HARARE: Zimbabwe Prime Minister Morgan Tsvangirai on Friday suspended cooperation with President Robert Mugabe's "dishonest and unreliable" camp but said he will not quit the unity government.

The snub, the biggest threat to the fragile partnership since it formed eight months ago, was sparked by the renewed detention of Tsvangirai's top aide Roy Bennett, who stands trial for alleged terrorism Monday.

"It is our right to disengage from a dishonest and unreliable partner," the Movement for Democratic Change (MDC) leader told journalists in the capital.

"In this regard, whilst being in government we shall forthwith disengage from ZANU-PF and in particular from cabinet and the council of ministers until such time as confidence and respect is restored amongst us," he said.

Tsvangirai, who joined his old rival Mugabe in power in February, nearly a year after disputed polls, said the action against Bennett showed "the fiction of the credibility and integrity" of the pact with the 85-year-old president.

"It has brought home the reality that as a movement we have an unreliable and unrepentant partner in the transitional government," he said.

Tsvangirai scrapped a ministerial meeting on Thursday after a magistrate's court revoked Bennett's bail and ordered him to stand trial for terrorism next Monday, in a move which drew sharp criticism from Western powers.

The feisty white former coffee farmer, whose land was expropriated under Mugabe's land reforms, was originally arrested an hour ahead of the swearing in of the new government on February 13.

His case has become a symbol of the unresolved challenges facing the partnership amid claims of a crackdown against Tsvangirai's supporters and disputes over key posts.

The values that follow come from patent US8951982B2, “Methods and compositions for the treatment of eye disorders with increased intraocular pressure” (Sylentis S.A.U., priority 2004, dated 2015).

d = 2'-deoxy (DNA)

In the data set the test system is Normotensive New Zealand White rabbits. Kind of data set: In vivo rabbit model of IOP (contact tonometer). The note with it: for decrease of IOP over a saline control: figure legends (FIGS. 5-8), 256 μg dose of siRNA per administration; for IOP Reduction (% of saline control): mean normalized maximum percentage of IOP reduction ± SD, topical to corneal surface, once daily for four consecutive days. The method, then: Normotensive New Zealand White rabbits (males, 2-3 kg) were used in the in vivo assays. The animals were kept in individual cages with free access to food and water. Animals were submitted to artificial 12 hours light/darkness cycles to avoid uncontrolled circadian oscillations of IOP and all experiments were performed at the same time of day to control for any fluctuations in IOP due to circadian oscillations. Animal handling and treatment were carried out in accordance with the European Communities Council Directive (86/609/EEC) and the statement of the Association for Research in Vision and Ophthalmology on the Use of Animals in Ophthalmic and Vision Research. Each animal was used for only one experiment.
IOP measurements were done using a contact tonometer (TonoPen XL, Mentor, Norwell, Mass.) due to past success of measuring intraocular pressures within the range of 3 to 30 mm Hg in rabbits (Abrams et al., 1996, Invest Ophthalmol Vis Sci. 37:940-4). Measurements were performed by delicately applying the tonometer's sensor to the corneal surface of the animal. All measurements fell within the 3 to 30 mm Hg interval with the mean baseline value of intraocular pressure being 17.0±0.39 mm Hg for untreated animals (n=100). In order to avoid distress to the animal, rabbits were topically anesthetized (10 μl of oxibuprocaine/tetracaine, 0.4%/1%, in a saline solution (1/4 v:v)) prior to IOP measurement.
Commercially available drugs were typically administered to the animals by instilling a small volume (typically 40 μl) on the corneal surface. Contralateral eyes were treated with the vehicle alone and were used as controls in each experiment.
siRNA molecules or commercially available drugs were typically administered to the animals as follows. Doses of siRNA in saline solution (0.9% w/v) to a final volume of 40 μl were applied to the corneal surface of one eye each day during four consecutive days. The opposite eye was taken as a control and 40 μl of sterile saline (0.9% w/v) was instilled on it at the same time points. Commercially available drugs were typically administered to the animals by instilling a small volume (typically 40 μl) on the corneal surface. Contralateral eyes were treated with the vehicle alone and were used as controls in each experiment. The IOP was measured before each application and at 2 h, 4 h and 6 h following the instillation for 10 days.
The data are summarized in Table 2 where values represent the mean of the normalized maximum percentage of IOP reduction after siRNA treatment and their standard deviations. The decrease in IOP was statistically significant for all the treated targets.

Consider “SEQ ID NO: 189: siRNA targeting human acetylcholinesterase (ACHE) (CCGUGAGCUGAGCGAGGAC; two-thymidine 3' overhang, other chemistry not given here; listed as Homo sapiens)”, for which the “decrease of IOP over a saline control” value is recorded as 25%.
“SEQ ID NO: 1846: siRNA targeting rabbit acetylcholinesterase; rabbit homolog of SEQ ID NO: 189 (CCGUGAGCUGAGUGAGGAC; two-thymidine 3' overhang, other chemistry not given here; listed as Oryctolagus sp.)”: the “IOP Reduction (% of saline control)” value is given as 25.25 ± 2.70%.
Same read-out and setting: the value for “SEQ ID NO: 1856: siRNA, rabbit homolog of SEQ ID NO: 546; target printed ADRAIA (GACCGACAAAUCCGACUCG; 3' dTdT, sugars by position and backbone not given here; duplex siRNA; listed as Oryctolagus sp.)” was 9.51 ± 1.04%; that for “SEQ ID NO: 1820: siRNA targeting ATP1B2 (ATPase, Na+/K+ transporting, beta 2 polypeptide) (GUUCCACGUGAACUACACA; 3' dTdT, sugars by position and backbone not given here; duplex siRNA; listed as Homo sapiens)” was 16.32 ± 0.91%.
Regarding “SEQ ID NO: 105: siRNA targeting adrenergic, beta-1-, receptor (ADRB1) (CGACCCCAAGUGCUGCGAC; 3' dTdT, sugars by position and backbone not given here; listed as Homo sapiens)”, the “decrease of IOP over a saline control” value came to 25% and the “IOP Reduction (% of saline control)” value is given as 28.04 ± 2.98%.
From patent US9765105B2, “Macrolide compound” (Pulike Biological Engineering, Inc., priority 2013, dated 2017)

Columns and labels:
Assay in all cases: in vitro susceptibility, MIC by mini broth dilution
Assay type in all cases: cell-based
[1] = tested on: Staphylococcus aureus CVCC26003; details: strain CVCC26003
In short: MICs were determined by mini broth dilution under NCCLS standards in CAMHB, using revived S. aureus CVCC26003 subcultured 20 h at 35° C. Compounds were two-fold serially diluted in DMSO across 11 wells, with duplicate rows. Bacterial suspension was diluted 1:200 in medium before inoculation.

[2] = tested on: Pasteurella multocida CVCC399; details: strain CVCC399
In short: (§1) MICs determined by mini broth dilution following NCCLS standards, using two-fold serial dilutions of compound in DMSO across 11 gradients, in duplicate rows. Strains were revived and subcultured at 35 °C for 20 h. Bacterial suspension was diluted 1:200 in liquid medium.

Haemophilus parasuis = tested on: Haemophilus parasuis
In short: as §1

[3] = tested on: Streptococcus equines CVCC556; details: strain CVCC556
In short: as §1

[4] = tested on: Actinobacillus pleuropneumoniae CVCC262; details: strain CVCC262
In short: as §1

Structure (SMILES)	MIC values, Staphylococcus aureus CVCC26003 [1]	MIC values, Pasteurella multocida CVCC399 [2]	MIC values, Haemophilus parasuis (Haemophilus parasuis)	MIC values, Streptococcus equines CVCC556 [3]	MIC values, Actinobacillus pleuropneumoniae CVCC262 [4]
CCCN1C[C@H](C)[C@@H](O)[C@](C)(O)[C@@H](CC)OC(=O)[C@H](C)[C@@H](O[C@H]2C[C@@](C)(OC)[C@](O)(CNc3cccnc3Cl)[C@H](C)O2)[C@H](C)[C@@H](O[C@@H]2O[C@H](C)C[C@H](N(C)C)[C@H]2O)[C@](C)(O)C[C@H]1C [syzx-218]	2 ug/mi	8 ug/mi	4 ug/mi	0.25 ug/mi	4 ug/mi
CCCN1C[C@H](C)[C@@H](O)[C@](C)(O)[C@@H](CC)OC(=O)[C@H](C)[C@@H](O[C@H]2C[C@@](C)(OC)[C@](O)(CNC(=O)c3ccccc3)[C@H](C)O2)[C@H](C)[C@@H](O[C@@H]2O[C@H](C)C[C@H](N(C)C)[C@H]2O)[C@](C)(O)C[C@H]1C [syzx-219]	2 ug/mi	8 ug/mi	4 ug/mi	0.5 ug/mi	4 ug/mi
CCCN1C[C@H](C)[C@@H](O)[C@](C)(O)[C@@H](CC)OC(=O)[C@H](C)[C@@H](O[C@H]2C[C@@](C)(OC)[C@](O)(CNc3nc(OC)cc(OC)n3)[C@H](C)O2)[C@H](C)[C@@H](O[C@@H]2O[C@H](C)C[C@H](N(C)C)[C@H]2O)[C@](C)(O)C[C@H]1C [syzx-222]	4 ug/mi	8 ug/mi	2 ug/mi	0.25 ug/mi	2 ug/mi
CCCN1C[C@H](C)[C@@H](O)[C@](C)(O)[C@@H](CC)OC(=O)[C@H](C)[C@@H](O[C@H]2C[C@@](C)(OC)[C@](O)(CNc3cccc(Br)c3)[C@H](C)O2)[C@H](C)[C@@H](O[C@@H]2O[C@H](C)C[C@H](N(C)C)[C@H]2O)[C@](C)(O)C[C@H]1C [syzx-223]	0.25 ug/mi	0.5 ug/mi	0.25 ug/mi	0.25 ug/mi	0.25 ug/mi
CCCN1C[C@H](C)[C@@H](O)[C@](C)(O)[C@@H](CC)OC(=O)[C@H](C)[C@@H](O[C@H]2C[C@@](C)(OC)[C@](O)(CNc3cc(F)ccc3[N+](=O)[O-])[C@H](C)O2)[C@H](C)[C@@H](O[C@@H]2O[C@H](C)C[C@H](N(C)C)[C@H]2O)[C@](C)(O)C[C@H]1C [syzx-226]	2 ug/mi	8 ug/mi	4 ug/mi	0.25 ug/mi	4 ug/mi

The MDC will not resume relations until all outstanding issues are resolved and the unity pact is fully put in place, Tsvanagirai said Friday.

"Should this constitutional crisis escalate, then the self-evident solution would be the holding of a free and fair election to be conducted by (regional bloc) SADC and the AU (African Union) and under UN (United Nations) supervision."

While suspending relations with ZANU-PF, the MDC leader said his party will remain in government as it was the "only one with the mandate to remain".

"For that reason this party for now will not renege on the people's mandate. However it is our right to disengage from a dishonest and unreliable partner," he said.

Tsvangirai and his long-time rival agreed to the unity government nearly a year after disputed polls, which saw Mugabe handed the presidency in a one-man run-off, plunged the country into deeper economic and political crisis.

Bennett's detention ahead of his trial next week also prompted sharp criticism from Western powers, which called for an end to what they said was harassment of Tsvangirai's supporters.

Washington on Thursday demanded Mugabe "end the harassment" of the former opposition, including Bennett, while the Swedish European Union presidency, called the court's decision an act of "politically motivated abuse".